By continuing your visit to this site, you accept the use of cookies. These ensure the smooth running of our services. Learn more.

Aug 04, 2006

The state of the art in Assisted Cognition

The article entitled "Assistive technology for cognitive rehabilitation: State of the art", by LoPresti et al. provides a comprehensive review of Assisted Cognition, a research field that aims to develop and assess technological tools for individuals with either acquired impairments or developmental disorders.

The full-text of this article is available here


Authors: Edmund Frank LoPresti; Alex Mihailidis; Ned Kirsch
Neuropsychological Rehabilitation, Volume 14, Numbers 1-2/March-May 2004, pp. 5-39(35)

Abstract: For close to 20 years, clinicians and researchers have been developing and assessing technological interventions for individuals with either acquired impairments or developmental disorders. This paper offers a comprehensive review of literature in that field, which we refer to collectively as assistive technology for cognition (ATC). ATC interventions address a range of functional activities requiring cognitive skills as diverse as complex attention, executive reasoning, prospective memory, self-monitoring for either the enhancement or inhibition of specific behaviours and sequential processing. ATC interventions have also been developed to address the needs of individuals with information processing impairments that may affect visual, auditory and language ability, or the understanding of social cues. The literature reviewed indicates that ATC interventions can increase the efficiency of traditional rehabilitation practices by enhancing a person's ability to engage in therapeutic tasks independently and by broadening the range of contexts in which those tasks can be exercised. More importantly, for many types of impairments, ATC interventions represent entirely new methods of treatment that can reinforce a person's residual intrinsic abilities, provide alternative means by which activities can be completed or provide extrinsic supports so that functional activities can be performed that might otherwise not be possible. Although the major focus of research in this field will continue to be the development of new ATC interventions, over the coming years it will also be critical for researchers, clinicians, and developers to examine the multi-system factors that affect usability over time, generalisability across home and community settings, and the impact of sustained, patterned technological interventions on recovery of function.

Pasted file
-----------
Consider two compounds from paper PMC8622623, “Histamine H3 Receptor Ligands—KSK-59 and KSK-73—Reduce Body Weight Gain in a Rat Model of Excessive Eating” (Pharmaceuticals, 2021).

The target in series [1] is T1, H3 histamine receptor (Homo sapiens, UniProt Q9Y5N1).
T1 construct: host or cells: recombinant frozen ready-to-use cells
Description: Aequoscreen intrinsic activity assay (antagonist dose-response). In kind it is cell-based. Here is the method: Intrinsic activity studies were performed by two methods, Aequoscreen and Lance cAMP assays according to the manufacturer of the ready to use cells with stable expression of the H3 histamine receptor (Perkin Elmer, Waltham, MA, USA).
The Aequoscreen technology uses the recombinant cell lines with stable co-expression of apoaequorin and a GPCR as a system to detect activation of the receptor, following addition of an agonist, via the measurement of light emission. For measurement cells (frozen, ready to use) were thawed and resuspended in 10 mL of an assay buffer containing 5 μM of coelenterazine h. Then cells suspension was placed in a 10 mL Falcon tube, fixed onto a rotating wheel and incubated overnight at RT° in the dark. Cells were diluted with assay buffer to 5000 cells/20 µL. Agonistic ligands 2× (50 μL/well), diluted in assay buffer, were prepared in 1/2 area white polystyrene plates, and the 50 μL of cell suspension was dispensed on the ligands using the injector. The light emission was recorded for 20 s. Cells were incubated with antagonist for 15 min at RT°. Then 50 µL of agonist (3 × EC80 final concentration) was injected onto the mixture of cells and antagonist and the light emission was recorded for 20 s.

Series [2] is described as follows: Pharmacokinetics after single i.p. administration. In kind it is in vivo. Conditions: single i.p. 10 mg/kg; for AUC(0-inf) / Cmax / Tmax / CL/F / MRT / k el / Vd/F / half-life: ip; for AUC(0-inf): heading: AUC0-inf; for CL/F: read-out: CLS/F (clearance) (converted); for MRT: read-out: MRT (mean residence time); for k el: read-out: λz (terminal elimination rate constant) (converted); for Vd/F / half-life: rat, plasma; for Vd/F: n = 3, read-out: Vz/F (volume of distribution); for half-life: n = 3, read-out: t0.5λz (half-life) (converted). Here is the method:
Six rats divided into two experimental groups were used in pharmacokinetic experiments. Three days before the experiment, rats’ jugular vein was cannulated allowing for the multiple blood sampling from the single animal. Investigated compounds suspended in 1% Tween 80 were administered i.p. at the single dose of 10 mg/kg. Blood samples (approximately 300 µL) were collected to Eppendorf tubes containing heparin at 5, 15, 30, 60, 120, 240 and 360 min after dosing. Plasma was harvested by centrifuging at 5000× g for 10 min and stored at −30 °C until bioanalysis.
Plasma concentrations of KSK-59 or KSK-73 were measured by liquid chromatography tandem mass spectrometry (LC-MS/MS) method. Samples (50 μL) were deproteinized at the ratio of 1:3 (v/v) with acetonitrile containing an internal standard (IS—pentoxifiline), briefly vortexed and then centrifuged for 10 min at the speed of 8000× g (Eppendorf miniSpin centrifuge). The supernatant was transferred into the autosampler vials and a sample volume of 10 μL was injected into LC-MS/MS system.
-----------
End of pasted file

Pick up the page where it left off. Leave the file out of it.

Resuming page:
The comments are closed.